Microsoft Windows 10 1809 - LUAFV LuafvCopyShortName Arbitrary Short Name Privilege Escalation

EDB-ID:

46715


Platform:

Windows

Published:

2019-04-16

Windows: LUAFV LuafvCopyShortName Arbitrary Short Name EoP
Platform: Windows 10 1809 (not tested earlier)
Class: Elevation of Privilege
Security Boundary (per Windows Security Service Criteria): User boundary

Summary: 

The LUAFV driver bypasses security checks to copy short names during file virtualization which can be tricked into writing an arbitrary short name leading to EoP.

Description:

When creating a virtualized file in LuafvCopyFile one of the things that the driver copies across is the short name of the original file by calling LuafvCopyShortName. This uses the FileShortNameInformation information class to set the short name, however the problem with using this is it normally requires SeRestorePrivilege to be enabled, which a non-administrator won’t have access to. Therefore to bypass the privilege check the virtualized file is reopened without security checks, which results in the check being ignored.

The code looks roughly like the following:

NSTATUS LuafvCopyShortName(PFLT_INSTANCE Instance, 
                                                     PFILE_OBJECT ReadObject, 
                                                     HANDLE WriteHandle) {
  HANDLE FileHandle;
  PFILE_OBJECT WriteObject;
  NTSTATUS = FltCreateFileEx2(
          LuafvDriverData,
          Instance,
          &FileHandle,
          &WriteObject,
          FILE_WRITE_ATTRIBUTES,
          ...,
          IO_NO_PARAMETER_CHECKING);
  FILE_NAME_INFORMATION Name = {};
  if (NT_SUCCESS(status)) {
    if (NT_SUCCESS(FltQueryInformationFile(Instance, ReadHandle, &Name, sizeof(Name), 
                             FileAlternateNameInformation))) {
        status = FltSetInformationFile(Instance, WriteObject, 
            &Name, IoStatusBlock.Information, FileShortNameInformation);
     }
  }
  return status;
}

We can see in the code the writable file is re-opened with new access and without specifying IO_FORCE_ACCESS_CHECK. As FILE_OPEN_FOR_BACKUP_INTENT is specified then NTFS will mark this file as having restore privilege, even though the caller doesn’t, as the previous mode will be KernelMode. The original file is then queried for its alternate name (which is really its short name) and the short name is set through the FileShortNameInformation which will now succeed due to the way the file handle was opened.

Of course the question is how would you get this code to write an arbitrary short name? Although it’s not obvious if the name of the file is already a short name (as in a 8.3 DOS compatible name) then FileAlternateNameInformation doesn’t fail but returns the normal file name back to the caller. Therefore we can exploit this as follows:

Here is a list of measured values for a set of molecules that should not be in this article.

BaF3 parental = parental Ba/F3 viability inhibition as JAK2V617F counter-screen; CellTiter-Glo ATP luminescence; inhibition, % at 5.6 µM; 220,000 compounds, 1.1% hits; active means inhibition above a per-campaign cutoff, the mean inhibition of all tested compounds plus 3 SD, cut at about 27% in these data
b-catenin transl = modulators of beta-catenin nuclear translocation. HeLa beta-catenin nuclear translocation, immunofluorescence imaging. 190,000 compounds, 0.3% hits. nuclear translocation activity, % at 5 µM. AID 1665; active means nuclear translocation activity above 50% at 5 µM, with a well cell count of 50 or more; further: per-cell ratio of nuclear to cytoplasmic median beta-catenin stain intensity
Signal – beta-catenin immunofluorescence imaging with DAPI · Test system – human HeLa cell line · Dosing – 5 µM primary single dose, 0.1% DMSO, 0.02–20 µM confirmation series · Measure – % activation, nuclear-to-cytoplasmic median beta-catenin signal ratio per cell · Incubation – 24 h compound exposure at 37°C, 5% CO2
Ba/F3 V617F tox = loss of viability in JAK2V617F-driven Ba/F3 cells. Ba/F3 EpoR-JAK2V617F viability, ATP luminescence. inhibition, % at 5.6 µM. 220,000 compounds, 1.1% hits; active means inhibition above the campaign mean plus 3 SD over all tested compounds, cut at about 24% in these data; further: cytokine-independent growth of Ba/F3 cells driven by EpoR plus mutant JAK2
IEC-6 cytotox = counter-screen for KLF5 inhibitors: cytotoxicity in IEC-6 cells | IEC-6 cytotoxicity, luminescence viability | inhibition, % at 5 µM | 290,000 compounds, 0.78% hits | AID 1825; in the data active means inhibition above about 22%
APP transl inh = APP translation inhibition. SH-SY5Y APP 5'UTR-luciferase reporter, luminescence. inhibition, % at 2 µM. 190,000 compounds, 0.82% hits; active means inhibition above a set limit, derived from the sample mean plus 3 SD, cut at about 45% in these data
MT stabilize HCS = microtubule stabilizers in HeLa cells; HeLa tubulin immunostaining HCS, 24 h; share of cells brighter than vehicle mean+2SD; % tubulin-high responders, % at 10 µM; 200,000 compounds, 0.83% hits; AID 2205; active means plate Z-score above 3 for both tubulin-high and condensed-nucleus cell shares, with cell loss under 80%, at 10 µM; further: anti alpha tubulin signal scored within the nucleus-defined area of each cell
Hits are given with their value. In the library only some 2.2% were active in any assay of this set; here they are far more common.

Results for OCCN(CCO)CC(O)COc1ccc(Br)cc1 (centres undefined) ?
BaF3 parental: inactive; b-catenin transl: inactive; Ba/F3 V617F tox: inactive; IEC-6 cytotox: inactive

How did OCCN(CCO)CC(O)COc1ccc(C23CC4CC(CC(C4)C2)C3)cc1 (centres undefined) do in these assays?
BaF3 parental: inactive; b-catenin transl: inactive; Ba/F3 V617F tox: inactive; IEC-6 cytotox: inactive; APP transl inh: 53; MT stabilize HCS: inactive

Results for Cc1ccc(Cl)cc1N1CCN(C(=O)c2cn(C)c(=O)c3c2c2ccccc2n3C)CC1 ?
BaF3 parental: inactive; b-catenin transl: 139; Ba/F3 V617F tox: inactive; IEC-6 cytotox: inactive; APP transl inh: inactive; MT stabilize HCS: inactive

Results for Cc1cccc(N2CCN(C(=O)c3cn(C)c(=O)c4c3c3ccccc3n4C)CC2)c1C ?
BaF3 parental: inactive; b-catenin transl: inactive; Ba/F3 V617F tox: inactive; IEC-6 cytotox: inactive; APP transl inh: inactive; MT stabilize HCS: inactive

1) Create a file with the arbitrary short name inside a directory which is virtualized, ProgramData is ideal for this as we can create arbitrary files. Make the file writeable only to administrators.
2) Open the file for virtualization, but don’t do anything to cause delayed virtualization to occur.
3) Use some symbolic tricks in the VirtualStore directory to cause the creation of that file to be redirected to a long name which would normally have an auto-generated short name.
4) Force the delayed virtualization to occur, the file with the long name will be created, however the short name will be read from the source file which has an arbitrary name. The short name is written bypassing security checks.

There’s probably other ways of doing this without symbolic link tricks, for example there’s a race between the time the file is opened and when the short name is queries. As the file is opened with FILE_SHARE_DELETE it should be possible to rename the source file between the initial open but before reading the short name.

What you could do with this ability is another matter. You could possibly trick some parsing operation which is relying on short names. Or you could create a directory which had two “normal” names rather than one auto generated one which could trick certain things. At any rate the EoP is the fact we can do this without needing SeRestorePrivilege.

I’m not going to speculate on how to fix this, as said while you might be able to block mount point traversal (seems unlikely as the user’s profile could be on a remote share or another drive) there’s probably other ways around this. 

Proof of Concept:

I’ve provided a PoC as a C# project. It will create an arbitrary file with an arbitrary short file name.

1) Compile the C# project. It’ll need to pull NtApiDotNet from NuGet to build.
2) As a normal user run the PoC passing the name of the target file to create (with a long file name) and the arbitrary short file name.

Expected Result:
The virtualization operation fails.

Observed Result:
The virtualization operation succeeds and the file has an arbitrary short name.


Proof of Concept:
https://github.com/offensive-security/exploitdb-bin-sploits/raw/master/bin-sploits/46715.zip